It’s funny how a seemingly unremarkable photo can become iconic. Such is the case with the above photo, titled, Joy!
I went to San Diego to shoot footage for a book trailer video. (For those of you who don’t know, I write contemporary romance novels as Marina Martindale.) I needed some footage of a figure walking into the ocean, at sundown, so I brought along a friend.
We arrived at the beach in the late afternoon. The sun was getting low in the sky, but not quite low enough for it to be changing colors. So I set up my camera and took a few test shots. However, conditions were such that they came out rather unremarkable. The colors looked washed out and faded, but it was okay. They were just test shots. Later on, at sundown, I got some amazing footage. So now, if you’ll excuse the pun, we’ll fast forward.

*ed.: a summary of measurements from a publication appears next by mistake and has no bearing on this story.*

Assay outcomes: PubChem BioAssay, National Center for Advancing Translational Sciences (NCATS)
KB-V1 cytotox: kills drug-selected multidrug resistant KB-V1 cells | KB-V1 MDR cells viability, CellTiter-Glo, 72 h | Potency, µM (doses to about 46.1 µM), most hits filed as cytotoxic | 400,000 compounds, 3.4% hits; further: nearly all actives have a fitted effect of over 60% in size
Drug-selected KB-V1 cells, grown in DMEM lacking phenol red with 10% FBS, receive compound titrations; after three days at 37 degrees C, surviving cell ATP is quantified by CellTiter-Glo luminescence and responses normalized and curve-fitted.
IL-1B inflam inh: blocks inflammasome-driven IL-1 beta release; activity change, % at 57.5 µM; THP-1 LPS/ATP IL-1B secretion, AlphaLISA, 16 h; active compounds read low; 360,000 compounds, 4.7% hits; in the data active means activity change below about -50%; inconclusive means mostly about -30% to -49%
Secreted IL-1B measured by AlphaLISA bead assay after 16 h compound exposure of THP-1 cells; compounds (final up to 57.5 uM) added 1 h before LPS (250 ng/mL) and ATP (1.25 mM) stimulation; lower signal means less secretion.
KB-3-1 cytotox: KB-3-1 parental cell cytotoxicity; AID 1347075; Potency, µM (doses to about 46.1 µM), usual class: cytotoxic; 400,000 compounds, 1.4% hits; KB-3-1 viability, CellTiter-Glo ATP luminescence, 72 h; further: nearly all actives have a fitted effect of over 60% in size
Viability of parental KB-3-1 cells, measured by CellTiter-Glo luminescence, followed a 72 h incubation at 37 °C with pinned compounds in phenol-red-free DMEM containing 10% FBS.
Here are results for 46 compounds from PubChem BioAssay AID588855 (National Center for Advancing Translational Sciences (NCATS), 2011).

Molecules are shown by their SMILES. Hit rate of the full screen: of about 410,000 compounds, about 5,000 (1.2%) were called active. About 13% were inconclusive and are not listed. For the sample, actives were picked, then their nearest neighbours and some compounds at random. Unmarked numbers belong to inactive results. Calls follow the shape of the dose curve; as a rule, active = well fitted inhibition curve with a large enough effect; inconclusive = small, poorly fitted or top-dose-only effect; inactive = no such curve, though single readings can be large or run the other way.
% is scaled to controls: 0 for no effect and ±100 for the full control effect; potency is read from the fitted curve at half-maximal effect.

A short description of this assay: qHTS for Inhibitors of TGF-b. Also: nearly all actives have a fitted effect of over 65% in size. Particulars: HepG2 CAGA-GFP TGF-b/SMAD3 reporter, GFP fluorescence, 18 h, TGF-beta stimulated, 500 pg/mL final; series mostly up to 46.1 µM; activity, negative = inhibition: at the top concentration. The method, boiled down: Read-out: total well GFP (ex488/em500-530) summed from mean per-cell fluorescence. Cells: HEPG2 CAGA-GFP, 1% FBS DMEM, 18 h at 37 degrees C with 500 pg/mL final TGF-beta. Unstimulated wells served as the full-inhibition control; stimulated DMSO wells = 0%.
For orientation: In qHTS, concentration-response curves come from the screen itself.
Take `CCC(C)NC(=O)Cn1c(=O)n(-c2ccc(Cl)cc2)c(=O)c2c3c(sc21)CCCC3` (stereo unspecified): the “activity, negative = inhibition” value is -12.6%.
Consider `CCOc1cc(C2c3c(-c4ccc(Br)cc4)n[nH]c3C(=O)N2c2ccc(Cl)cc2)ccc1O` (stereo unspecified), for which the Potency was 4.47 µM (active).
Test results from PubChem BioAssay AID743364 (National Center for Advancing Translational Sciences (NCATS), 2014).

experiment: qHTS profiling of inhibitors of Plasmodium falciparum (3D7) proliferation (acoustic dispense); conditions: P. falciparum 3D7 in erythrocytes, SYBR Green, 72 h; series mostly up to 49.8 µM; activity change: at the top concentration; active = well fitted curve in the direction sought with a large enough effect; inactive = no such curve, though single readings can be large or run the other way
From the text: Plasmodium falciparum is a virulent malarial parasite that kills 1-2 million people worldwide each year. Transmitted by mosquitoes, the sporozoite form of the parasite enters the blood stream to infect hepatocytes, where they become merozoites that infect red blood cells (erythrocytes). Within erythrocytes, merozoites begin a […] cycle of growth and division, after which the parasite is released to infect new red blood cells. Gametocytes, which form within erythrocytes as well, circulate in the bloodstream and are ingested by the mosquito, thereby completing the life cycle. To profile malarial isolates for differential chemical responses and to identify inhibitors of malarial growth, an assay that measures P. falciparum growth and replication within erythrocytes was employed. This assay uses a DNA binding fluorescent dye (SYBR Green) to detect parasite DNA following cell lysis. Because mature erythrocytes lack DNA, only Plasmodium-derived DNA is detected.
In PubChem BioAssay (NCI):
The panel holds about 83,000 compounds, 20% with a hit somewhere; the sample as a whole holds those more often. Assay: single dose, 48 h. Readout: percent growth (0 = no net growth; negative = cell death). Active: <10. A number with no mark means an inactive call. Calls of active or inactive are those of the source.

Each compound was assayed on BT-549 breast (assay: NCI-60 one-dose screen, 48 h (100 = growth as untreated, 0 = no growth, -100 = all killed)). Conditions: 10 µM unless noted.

A few years later I decided to start up a photography blog, so I was spending a lot of time going through my photo libraries, and lo and behold, I come across one of the test shots from my San Diego book trailer excursion. The composition was spot on, but the colors were washed out, making the image look dull and faded. Enter PhotoShop. It’s an amazing tool. I think of PhotoShop as a digital darkroom, and yes, back when we used film cameras, photographers manipulated images in the darkroom.
Because photo already looked monochromatic I converted it to black and white. Wow. What a difference. From there I worked with the lights and darks to get a little more contrast, and the result is what you see above. A stunning black and white sunset image. While Photoshop is an amazing tool, good photography starts with good composition.